Glass pyramids and cylindrical stucco facades both fall under the geometric umbrella of Chinese-American architect I. M. Pei, who has just been announced as winner of QE2’s prestigious Royal Gold Medal. The 92-year-old architect, recognized for projects like the Louvre pyramid, retired from full-time practice in 1990. Since then, he has taken on work as an architectural consultant, supervising a round of museum commissions from Qatar to China.
2008: Museum of Islamic Art in Qatar, which covers a 376,740-square-foot area sited in Doha Bay in the Arabian Gulf.
2006: Luxembourg’s Mudam (or, Musée d’art Moderne Grand-Duc Jean) was built on the site of the old Fort Thüngen in the northeast of the city.
Ieoh Ming Pei was born in 1917 in China, and arrived in the U.S. to study architecture at MIT and Harvard on the cusp of the International Style movement, led by his professors Walter Gropius and Marcel Breuer. He started his namesake practice to balance a workload of institutional, residential, and commercial commissions, later winning the 1983 Pritzker Prize for his contribution to the canon of architecture. A prolific fellow, Pei has completed a whopping 170 projects so far in his lifetime.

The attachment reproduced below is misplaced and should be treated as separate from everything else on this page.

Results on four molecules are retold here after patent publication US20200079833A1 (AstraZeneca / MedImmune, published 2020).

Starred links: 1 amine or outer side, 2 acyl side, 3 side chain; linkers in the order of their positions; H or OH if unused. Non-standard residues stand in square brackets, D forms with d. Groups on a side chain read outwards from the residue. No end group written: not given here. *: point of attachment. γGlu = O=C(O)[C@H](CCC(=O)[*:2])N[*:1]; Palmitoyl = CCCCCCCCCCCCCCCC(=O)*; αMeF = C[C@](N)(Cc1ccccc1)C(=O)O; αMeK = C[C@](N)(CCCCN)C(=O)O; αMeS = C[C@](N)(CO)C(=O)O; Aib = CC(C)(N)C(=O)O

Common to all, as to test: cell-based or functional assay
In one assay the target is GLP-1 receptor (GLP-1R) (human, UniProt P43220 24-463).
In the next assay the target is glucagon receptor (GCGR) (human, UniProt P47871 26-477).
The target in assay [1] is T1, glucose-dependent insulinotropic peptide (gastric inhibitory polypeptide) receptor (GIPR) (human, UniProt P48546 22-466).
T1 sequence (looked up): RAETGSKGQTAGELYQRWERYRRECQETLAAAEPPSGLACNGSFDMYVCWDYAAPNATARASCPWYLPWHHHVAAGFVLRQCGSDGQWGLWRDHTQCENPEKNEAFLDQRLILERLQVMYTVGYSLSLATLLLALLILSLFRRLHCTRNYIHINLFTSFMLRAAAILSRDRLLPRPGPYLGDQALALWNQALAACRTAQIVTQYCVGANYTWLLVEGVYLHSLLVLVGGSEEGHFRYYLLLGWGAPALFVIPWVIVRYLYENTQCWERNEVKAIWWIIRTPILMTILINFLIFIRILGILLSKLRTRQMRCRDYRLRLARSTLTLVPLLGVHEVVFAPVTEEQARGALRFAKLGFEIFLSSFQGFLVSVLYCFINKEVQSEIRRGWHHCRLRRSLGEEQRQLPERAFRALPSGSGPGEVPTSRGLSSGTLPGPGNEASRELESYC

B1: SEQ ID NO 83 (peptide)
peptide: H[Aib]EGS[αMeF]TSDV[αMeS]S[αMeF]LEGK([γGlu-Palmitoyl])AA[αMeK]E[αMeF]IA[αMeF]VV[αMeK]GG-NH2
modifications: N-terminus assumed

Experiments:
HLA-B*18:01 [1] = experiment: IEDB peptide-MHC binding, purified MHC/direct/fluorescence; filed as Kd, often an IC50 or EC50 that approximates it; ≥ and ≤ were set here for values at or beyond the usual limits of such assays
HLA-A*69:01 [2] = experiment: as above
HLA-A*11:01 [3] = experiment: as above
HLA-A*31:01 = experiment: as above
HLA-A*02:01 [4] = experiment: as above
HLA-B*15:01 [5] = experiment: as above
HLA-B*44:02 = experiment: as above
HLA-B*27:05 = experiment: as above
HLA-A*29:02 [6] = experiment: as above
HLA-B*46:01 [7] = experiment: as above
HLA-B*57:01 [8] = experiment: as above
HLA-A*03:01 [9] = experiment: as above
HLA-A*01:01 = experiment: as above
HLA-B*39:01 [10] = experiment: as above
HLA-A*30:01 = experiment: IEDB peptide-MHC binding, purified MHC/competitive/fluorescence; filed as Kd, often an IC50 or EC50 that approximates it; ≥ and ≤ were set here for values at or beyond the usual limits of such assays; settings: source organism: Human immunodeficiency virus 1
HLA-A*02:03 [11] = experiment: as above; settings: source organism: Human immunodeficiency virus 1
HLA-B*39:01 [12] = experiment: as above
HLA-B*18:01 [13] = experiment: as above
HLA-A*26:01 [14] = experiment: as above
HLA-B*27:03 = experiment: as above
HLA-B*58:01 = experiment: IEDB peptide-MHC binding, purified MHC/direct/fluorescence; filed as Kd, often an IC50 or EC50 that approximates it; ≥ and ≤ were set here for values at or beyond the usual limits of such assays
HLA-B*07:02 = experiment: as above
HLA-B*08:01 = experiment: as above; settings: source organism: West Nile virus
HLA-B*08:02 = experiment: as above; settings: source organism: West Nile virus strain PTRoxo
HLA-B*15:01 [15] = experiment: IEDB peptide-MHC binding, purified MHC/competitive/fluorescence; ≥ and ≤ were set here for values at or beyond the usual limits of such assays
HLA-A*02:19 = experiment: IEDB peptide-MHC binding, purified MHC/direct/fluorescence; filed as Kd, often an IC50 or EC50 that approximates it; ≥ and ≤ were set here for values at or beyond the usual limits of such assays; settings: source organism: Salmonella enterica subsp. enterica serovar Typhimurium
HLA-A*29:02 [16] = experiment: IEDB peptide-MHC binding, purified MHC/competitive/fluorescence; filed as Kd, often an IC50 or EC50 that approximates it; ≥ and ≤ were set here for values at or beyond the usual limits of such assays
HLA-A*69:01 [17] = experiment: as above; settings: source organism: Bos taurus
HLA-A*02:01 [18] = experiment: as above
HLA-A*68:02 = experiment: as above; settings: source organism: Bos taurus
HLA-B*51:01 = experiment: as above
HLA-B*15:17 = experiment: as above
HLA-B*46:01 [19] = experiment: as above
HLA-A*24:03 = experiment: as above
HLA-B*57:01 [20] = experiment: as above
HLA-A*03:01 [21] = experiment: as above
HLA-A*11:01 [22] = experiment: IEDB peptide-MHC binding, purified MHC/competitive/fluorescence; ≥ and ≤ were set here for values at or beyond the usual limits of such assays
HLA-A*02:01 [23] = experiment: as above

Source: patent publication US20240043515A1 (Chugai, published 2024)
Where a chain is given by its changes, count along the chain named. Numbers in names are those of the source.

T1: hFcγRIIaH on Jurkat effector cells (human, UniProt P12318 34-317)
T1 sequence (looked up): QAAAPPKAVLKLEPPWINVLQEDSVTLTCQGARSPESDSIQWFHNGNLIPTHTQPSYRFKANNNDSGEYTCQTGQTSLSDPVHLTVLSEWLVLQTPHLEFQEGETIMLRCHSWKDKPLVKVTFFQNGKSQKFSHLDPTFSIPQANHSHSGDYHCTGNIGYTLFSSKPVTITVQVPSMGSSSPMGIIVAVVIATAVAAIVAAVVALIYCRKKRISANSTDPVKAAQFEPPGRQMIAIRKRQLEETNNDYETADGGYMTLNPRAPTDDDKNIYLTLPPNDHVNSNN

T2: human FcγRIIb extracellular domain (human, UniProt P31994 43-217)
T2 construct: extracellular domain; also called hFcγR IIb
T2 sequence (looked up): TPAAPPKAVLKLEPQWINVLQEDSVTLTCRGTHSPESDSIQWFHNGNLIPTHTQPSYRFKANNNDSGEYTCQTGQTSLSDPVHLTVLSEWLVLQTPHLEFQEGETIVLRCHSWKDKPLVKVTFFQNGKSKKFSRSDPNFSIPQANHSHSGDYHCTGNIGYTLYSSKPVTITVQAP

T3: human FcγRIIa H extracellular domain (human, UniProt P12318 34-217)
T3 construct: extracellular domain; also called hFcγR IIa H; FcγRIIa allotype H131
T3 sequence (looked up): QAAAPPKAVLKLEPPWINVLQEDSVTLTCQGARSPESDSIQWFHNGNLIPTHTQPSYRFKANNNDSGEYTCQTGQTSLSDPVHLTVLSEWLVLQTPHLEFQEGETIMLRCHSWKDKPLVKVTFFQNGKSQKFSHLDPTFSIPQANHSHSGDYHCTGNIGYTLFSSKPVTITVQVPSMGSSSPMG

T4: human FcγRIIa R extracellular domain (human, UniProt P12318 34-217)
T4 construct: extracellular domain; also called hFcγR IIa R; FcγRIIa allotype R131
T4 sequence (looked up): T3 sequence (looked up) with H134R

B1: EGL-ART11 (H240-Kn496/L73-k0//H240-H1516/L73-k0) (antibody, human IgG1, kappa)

1989: Pei takes on an addition to the Louvre, an entrance carousel pairing two glass pyramids, one inverted and one extroverted, an especially striking effect at night.
1995: Rock ‘n’ Roll Hall of Fame in Cleveland, Ohio.
1974: The eastern wing of the National Gallery of Art in Washington, D.C.
For more insight on Pei’s career, read his interview with Architectural Record.